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Steering Slack After LCA Replacement

Discussion in 'PT Cruiser' started by rcalzadilla, Aug 6, 2017.

  1. rcalzadilla

    rcalzadilla Member

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    After both LCAs were installed there is a slack to the steering wheel, which was not there. This is present with car stationary or moving but tracks straight, to me. PT tracks well when moving.
    Suspect I have been driving the PT for years with damaged LCAs. Specifically both LCAs had the same damage: Rearmost bushing's (vertical bolt one) totally deteriorated.
    -When steering wheel is centered (confirmed both tires straight) there is about about a 10 degree of "free movement", left and right, before it has a corresponding effect of movement on the tires. Disconcerting to driver.
    -I raised and inspected, at home, that the tie-rod ends have no evidence of having been disturbed.
    -Had the mechanic look over the problem and he concluded that the steering shaft may be damaged i in some way, maybe U joints. PT tracks well when moving.
    Any help will be much appreciated.

    2001 PT Cruiser Ltd, 104K miles. Pretty well maintained; it's a 2nd car not used daily. Owned it for 13 yrs.
     
  2. ImperialCrown

    Level III Supporter

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    The LCAs have to come out for the bushings, but the rear bushings can be replaced separately without having to replace the whole control arm:
    ControlArm12.jpg
    Was the column disconnected at all? The slack may be from a column coupling bolt that wasn't retightened if it was loosened to lower the crossmember? Rock the steering wheel back and forth while looking under the dash to locate the play.
     
  3. rcalzadilla

    rcalzadilla Member

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    The LCAs and sway bar bushings were the only items replaced. Since I was planning to do the work myself, it would be easier to replace the entire LCAs. At home I raised and inspected both sides for any evidence of other areas were touched and found none. Paid particular attention for movement of the tie rod ends; no looseness. I will raise car again and push the tires for loose just to be sure and report back.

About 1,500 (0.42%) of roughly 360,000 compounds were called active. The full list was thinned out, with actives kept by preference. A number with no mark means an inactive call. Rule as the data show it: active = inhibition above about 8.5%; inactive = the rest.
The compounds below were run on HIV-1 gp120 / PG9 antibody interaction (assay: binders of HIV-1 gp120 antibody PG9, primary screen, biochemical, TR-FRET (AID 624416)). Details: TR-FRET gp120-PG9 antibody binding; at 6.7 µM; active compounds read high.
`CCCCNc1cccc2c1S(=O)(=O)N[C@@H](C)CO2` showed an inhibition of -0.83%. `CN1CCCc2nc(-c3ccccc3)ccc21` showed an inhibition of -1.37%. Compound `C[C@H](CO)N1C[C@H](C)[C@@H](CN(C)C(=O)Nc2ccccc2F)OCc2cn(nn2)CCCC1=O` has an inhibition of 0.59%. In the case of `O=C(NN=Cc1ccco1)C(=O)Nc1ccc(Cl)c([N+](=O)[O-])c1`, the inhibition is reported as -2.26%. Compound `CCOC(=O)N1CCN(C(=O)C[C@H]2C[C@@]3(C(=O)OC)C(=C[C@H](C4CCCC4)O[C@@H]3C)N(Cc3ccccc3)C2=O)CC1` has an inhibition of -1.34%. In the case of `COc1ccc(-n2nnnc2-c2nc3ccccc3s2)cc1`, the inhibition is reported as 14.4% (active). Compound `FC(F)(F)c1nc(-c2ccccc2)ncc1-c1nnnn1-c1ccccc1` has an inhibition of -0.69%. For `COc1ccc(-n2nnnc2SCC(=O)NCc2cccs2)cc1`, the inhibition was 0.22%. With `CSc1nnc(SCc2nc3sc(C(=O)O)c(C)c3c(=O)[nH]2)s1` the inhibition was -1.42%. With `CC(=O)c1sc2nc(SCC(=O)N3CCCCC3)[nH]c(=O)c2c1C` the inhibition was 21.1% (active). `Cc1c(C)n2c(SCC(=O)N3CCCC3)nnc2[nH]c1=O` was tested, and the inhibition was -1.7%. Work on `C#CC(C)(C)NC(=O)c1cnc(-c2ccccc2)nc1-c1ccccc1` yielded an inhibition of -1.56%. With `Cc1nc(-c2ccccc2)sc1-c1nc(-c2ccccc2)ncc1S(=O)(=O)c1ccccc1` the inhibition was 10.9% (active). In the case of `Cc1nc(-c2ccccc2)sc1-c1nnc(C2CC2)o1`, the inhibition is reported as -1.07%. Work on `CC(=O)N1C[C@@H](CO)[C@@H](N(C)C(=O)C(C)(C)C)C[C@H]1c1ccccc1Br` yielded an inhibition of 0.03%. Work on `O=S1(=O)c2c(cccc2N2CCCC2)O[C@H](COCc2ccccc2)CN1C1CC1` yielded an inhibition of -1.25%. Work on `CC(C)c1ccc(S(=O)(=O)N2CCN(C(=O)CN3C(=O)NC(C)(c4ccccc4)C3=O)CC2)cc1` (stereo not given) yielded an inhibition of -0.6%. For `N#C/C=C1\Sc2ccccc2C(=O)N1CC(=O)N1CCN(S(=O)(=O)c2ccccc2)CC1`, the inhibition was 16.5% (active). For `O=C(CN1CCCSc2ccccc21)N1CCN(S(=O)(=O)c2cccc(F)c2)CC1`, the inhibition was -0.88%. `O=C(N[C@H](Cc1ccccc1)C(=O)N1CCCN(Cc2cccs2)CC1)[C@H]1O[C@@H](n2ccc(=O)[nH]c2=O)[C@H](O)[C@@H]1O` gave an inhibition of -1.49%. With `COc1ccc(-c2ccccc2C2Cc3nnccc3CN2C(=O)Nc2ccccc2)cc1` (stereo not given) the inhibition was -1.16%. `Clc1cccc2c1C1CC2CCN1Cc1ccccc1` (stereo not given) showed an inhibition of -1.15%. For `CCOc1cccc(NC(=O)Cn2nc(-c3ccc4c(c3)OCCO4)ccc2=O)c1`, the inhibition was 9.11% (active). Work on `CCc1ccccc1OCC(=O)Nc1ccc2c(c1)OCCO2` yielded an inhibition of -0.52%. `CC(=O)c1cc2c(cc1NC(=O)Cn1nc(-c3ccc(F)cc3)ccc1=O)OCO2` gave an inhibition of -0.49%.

thanks
     
  4. chuzz

    chuzz Well-Known Member

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    Welcome to Allpar, man. Happy to see you here.
     
  5. pt006

    pt006 Active Member

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    rcal; just checked mine. The front tire moves with only a slight movement of the steering wheel. More testing is necessary. Find a friend to move the steering wheel while you watch for looseness.
     
  6. rcalzadilla

    rcalzadilla Member

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    Thank you for the welcome. I'll be responding to both your= and Imperial crown suggestions. Have to wait until I get some shade of that side of the house this afternoon. It's really hot no breeze. :cool::)
     
  7. chuzz

    chuzz Well-Known Member

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    When the LCA's were replaced, were both wheels off the ground when they were torqued? There's a procedure that has to be followed or things won't be the way they need to be. I can't remember what that procedure is (two brain surgeries and no memory to speak of) ,but I'm sure IC or someone else (pt006?) knows about it. It has something to do with getting the proper load on them. I THINK the torque on the long bolt through the LCA where the large bushing is located is somewhere in the 180 ft.lb. range too. Man, I sure wish my memory worked the way it used to.
     
  8. pt006

    pt006 Active Member

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    rcal; for a 2006 PT the torque for the rear vertical bolt is 185 ft-lbs. ------ For the front horizontal bushing bolt it is 125 ft-lbs. The vertical bolt can be torqued after the LCA is assembled in place. The horizontal bolt should be torqued after weight is put on the front wheels. Note that this is contrary to the factory service manual. But it worked fine for me.